HONG KONG (BLOOMBERG) – China’s central bank set its yuan fixing at weaker than seven per dollar for the first time in more than a decade.
The People’s Bank of China (PBOC) set its daily reference rate at 7.0039 per dollar. While the yuan breached the key seven level this week for the first time since May 2008, the fixing previously had not. The offshore yuan rose 0.1 per cent.
China’s daily fixing has become a closely watched event this week after a weak reference rate on Monday helped trigger the biggest loss in the yuan since 2015 and spark concern about a global currency war.
While the central bank has since taken steps to limit declines in the yuan, including reassuring foreign companies that the currency won’t weaken significantly, traders remain jumpy about the potential for escalation in the trade war with the United States.
US President Donald Trump’s administration this week labelled China a currency manipulator, a formal designation which may prompt counteractive measures, and which is rejected by the PBOC.
Concern about the impact of the trade war on the global economy is growing, with central banks in New Zealand, India and Thailand all making surprise interest-rate cuts on Wednesday.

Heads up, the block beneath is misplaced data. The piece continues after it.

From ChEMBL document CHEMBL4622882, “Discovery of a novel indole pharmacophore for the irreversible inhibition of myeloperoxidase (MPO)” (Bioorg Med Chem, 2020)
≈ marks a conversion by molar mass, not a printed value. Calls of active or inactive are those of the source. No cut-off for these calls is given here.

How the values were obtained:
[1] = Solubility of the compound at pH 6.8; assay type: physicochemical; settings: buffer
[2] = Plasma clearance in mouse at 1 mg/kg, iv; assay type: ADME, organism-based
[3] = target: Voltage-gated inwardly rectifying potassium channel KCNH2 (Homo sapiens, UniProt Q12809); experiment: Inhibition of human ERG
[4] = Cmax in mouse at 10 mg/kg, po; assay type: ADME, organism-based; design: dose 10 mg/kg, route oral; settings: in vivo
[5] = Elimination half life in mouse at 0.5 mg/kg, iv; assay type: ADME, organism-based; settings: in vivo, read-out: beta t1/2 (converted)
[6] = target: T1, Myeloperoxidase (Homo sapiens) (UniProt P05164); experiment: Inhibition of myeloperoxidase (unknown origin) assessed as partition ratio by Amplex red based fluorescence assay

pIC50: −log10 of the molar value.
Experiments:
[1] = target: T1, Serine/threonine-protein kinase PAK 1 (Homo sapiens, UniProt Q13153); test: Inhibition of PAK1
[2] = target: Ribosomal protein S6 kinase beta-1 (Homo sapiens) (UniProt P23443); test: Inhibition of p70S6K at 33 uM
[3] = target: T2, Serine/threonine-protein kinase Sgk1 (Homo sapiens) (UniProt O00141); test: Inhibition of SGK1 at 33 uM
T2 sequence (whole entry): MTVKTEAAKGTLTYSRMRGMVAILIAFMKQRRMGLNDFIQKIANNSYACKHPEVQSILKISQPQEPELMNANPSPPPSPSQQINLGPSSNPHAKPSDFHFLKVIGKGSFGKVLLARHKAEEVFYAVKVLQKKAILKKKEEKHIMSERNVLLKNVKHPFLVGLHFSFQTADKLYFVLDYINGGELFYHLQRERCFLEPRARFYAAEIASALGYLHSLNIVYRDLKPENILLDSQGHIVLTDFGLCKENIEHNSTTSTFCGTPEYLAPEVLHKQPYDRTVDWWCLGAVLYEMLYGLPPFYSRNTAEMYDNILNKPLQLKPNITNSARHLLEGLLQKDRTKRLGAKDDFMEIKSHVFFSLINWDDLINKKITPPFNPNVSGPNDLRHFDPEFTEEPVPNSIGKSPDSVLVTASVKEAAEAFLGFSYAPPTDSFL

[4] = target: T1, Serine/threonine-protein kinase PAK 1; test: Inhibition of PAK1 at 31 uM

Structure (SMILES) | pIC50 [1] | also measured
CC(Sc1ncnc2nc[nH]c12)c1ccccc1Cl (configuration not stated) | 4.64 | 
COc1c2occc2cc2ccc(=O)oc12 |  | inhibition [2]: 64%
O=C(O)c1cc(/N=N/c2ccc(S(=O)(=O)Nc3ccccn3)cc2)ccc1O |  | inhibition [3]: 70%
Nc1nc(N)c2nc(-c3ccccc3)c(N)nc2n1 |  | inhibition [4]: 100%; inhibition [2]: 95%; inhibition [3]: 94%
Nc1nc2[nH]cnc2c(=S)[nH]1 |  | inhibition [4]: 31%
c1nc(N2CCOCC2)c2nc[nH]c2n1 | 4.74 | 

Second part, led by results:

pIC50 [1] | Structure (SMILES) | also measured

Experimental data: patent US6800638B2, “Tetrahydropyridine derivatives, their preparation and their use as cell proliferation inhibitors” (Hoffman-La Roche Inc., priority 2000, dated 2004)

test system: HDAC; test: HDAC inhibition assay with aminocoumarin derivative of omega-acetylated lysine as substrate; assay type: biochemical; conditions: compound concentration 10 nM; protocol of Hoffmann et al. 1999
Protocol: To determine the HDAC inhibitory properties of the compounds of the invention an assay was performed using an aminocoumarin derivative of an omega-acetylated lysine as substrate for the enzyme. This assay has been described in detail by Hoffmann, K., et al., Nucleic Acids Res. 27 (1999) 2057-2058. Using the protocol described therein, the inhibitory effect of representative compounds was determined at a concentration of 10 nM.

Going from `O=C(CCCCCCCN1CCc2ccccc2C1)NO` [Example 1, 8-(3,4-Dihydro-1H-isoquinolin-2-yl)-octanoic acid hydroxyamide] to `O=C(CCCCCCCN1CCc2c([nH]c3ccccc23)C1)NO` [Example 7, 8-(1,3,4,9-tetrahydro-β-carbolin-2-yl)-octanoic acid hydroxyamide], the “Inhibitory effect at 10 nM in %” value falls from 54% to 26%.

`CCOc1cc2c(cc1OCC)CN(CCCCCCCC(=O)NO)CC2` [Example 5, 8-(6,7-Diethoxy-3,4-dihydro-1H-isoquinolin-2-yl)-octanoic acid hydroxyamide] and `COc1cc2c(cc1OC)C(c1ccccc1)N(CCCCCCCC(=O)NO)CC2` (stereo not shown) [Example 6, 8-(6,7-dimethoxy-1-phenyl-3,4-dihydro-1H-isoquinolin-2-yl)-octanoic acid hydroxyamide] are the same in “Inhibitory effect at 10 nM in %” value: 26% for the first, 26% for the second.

China’s fixing is published every trading day at 9.15am, after a group of 14 lenders submit their rates. The yuan is then allowed to move 2 per cent in either direction.
The rates are calculated with formulas that take into account factors such as the previous day’s official close at 4.30pm, the yuan’s move against a basket of currencies and the moves in other major exchange rates.
The mechanism has been used to manage volatility after China removed the yuan’s peg to the greenback in 2005.
Until at least 2015, traders weren’t able to offer prices that diverged from the fix by more than the allowed range.
The last time the yuan tested the band was in February 2015, when it closed 1.99 per cent weaker than the reference rate. The trading system was upgraded after the shock devaluation in August that year.